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Expert Opin Biol Ther. 2006 Jan;6(1):39-54.

Selective delivery of therapeutic agents for the diagnosis and treatment of cancer.

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Vermont Comprehensive Cancer Center, Department of Surgery, University of Vermont College of Medicine, Burlington, VT 05405, USA.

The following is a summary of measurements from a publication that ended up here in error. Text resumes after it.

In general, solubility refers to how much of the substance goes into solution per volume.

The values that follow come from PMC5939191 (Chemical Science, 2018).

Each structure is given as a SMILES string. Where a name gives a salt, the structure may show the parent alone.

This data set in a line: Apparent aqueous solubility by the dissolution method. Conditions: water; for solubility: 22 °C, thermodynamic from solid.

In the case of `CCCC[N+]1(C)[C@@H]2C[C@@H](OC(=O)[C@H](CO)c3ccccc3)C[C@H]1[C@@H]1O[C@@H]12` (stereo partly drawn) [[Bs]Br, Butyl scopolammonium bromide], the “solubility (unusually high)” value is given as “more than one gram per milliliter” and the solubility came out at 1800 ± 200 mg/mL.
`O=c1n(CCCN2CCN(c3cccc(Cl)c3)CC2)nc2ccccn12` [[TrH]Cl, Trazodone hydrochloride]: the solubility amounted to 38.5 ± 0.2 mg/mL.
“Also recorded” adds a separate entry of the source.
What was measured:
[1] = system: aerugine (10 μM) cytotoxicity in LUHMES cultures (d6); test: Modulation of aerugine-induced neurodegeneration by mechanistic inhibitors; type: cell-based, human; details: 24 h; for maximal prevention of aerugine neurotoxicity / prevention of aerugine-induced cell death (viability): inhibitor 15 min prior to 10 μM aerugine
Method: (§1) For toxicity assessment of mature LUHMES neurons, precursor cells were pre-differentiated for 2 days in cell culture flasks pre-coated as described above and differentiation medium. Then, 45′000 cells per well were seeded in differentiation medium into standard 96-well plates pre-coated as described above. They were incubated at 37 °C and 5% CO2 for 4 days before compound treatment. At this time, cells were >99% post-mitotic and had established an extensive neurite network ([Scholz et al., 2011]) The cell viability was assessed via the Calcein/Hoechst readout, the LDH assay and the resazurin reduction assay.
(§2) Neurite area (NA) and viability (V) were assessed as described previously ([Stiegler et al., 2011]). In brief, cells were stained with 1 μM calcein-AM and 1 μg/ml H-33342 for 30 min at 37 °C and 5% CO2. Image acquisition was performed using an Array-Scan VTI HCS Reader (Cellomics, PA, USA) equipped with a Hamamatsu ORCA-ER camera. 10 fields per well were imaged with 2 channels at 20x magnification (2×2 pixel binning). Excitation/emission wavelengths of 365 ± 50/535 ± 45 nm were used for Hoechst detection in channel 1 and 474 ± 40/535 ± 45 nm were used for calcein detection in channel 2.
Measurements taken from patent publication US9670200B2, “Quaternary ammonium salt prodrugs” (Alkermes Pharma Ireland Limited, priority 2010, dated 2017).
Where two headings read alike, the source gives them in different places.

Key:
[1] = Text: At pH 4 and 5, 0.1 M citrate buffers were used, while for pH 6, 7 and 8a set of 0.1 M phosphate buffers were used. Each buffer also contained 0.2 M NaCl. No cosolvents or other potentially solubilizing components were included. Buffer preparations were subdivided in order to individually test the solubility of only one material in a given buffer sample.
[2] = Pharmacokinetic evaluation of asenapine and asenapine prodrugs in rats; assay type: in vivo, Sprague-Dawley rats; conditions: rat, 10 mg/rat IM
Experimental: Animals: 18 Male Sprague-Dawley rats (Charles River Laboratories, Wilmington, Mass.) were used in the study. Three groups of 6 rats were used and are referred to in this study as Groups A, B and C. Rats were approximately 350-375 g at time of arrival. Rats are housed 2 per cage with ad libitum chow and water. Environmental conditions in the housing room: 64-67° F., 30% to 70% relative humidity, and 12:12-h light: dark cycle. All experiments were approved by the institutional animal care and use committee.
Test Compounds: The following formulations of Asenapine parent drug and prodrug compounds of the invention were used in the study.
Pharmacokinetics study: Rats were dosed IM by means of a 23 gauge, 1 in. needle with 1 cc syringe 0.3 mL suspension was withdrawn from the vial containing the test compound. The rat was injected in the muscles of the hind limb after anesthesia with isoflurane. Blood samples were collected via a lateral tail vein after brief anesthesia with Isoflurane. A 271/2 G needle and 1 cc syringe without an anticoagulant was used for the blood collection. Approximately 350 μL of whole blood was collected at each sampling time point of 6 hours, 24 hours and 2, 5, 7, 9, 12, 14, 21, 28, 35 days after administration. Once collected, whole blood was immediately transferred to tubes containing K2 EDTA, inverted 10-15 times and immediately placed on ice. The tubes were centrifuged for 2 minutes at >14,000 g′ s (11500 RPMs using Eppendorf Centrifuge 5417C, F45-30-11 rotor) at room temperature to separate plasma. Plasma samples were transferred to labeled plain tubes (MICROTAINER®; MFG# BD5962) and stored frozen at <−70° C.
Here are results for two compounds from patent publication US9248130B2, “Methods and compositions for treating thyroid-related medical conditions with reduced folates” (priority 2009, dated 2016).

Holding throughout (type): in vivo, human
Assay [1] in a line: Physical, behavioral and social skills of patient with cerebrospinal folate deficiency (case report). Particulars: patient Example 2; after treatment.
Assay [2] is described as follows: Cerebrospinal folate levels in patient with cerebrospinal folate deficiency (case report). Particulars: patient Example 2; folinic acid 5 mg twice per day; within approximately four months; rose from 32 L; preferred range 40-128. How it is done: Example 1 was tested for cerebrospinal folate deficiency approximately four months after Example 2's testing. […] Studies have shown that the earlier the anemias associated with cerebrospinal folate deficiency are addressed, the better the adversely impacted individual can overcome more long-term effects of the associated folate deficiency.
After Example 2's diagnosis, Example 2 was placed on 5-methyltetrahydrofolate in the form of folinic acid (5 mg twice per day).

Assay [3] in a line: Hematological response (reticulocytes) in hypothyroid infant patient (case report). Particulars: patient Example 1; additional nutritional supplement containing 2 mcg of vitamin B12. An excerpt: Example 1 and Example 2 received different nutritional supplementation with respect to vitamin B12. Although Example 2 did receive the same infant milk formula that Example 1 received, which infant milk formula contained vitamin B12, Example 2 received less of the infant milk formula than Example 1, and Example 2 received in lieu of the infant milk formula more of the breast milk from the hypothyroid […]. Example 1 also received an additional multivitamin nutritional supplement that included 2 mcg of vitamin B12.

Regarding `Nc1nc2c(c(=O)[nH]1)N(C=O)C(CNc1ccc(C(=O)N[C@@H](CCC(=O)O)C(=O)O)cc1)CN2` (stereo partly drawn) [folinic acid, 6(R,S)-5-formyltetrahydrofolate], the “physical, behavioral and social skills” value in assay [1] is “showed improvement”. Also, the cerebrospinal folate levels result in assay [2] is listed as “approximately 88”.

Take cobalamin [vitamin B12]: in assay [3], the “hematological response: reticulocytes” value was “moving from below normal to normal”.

Research activity aimed towards achieving specific and targeted delivery of cancer therapeutics has expanded tremendously in the last decade, resulting in new ways of directing drugs to tumours, as well as new types of drugs. The available strategies exploit differences in the nature of normal and cancer cells and their microenvironment. The discovery and validation of cancer-associated markers, as well as corresponding ligands, is pivotal for developing selective delivery technology for cancer. Although most current clinical trials are either monoclonal antibody- or gene-based, methodological advances in combinatorial libraries of peptides, single chain variable fragments and small organic molecules are expected to change this scenario in the near future. Nanotechnology platforms today allow systematic and modular combinations of therapeutic agents and tumour-binding moieties that may generate novel, personalised agents for selective delivery in cancer. This paper discusses recent developments and future prospects of targeted delivery technologies in the management of cancer.

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